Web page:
chatted with the lad and then
shook hands with everyone in
the crowd.
Majority of Creditors
In Accord With
Efforts of the City of Elizabeth i
City, with some of its bonds and j
interest in default, to return to a
sound condition of finance, seem
assured. Only a little more time
appears necessary before a suffi
cient number of bondholders will
have accepted the city's "Refund
ing Plan of May 1. 1936." to make
it effective in rcp.dadjusting the
schedule of municipal debt scrivce
o a point where expenditure vm
be adjusted to income and the city
enabled to operate within its
Holders of 52 per cent of the
bonds of the city have deposited
their certificates with the State
Treasurer, acting as depositary
under the refunding plan, or have
assented to the plan, according to
word received the North
Carolina Local Government Com -
mission. Owners of bonds now on
deposit will ieccive,??with in about
two weeks, a checkvfor 25 per cent
of the interest due them, and as
those bonds which have not al
ready been deposited arc received
by the depositary, checks in simil
ar proportion will be sent them,
according to notifications being j
sent all bond holders over the
signatures of Mayor Jerome B.
Flora and S. II. Johnsan, chair
man of the Elizabeth City Public
Utilities Commission.
The issuance of new bonds to
replace existing issues and of the
3 per cent bonds to be issued in
payment of the remaining 75 per
cent of accrued interest must wait
upon the acceptance of the plan
by holders approximately 85 per
cent of the bonds, but city offi
"iolc orr> />rinfirlr?nt that. Slich aC
ecptance is but a question of time.
Under the refunding plan, a
dopted by the city with the colla
boration of the North Carolina
Municipal Council and the Local
Government Commission the city
proposes to replace $1,252,000 of
its outstanding utility bonds, and
$468,500 of its other indebtness.
with bonds bearing 4 per cent in
terest for the first 10 years, 4'/2
percent for the succeeding 10 and
returning to the normal 5 per cent
rate for the remainder of their
term; while after paying in cash
25 per cent of accumilated inter
est the balance would be paid
through the issuance Of 3 per cent
funding bonds.
With accumilated interest paid
in part and the remainder of the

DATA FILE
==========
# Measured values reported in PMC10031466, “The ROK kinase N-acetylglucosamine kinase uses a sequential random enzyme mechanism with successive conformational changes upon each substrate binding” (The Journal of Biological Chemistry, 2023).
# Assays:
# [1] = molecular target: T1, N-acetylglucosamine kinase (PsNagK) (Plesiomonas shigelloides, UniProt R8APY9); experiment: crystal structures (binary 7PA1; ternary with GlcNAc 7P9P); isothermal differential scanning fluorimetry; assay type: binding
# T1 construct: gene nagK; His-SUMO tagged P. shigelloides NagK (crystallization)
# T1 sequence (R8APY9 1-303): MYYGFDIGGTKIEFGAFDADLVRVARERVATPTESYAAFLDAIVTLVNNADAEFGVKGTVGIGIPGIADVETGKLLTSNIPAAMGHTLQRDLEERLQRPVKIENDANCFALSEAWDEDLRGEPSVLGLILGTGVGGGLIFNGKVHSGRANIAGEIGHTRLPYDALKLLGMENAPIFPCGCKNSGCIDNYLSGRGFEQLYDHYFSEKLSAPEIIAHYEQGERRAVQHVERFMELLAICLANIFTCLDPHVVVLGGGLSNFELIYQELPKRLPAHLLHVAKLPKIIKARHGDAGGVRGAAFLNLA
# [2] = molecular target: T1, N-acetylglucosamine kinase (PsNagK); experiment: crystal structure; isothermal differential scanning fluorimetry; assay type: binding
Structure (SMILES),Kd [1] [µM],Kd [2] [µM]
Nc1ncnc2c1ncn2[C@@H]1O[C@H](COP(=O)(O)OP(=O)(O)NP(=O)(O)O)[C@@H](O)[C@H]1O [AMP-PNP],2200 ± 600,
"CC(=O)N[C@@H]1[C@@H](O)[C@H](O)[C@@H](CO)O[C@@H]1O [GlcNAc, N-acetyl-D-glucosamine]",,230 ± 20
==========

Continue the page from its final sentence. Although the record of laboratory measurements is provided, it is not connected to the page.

obilgation discharged by issuing
lo winterest bonds maturities rc
arraingned in a manner consist
ent with the city's ability to pay
and interest of the whole tempor
arily reduced, officials think that
there is no question that it will
possible to take care of obligations
from tax levies and the $75,000
which the Public Utilities Com
mission is oblgiated to conrtibute
each year toward debt service.
This view is concurred in by the
Notrh Carolina Municipal Coun
cil, which made the survey of the
city's finances, the basis of the re
funding plan.
Landon In
I *o\V Wo\v
De Moines, Sept. 3?(UP)? Two
.smiling contestants for the nation's
highest office clasped hands here
today, voiced a sentence or two of
social pi asantries and later sat
down, one as President of the Unit
ed States and the other as the Gov
ernor of a drought arflicteci State,
to survey problems affecting the
country's granary as a whole.
The two were Franklin Delano
Rc.o.-.cv It and A!f. M. Landon.
The mot in th executive offices
of Iowa's Golden-Domed Capiio)
building and Governor Clyde M.
Herring did the honors in pre cnt
ing them. Mr. Roosevelt. standing
erect with his youngest son, John
at his side, was the first to speak
as Gov. Landon walked loiward
with outstretched hand. "Gover
nor". he remarked. "I understand
you had a very hard motor ride in
order to get here in time from To
"Yes, I did," Landon repile;l.
The President then turn d and
introduced John, a six-foot, five
Harvard undergraduate, who wore
a white linen suit in contract to
itis father's double-breasted gray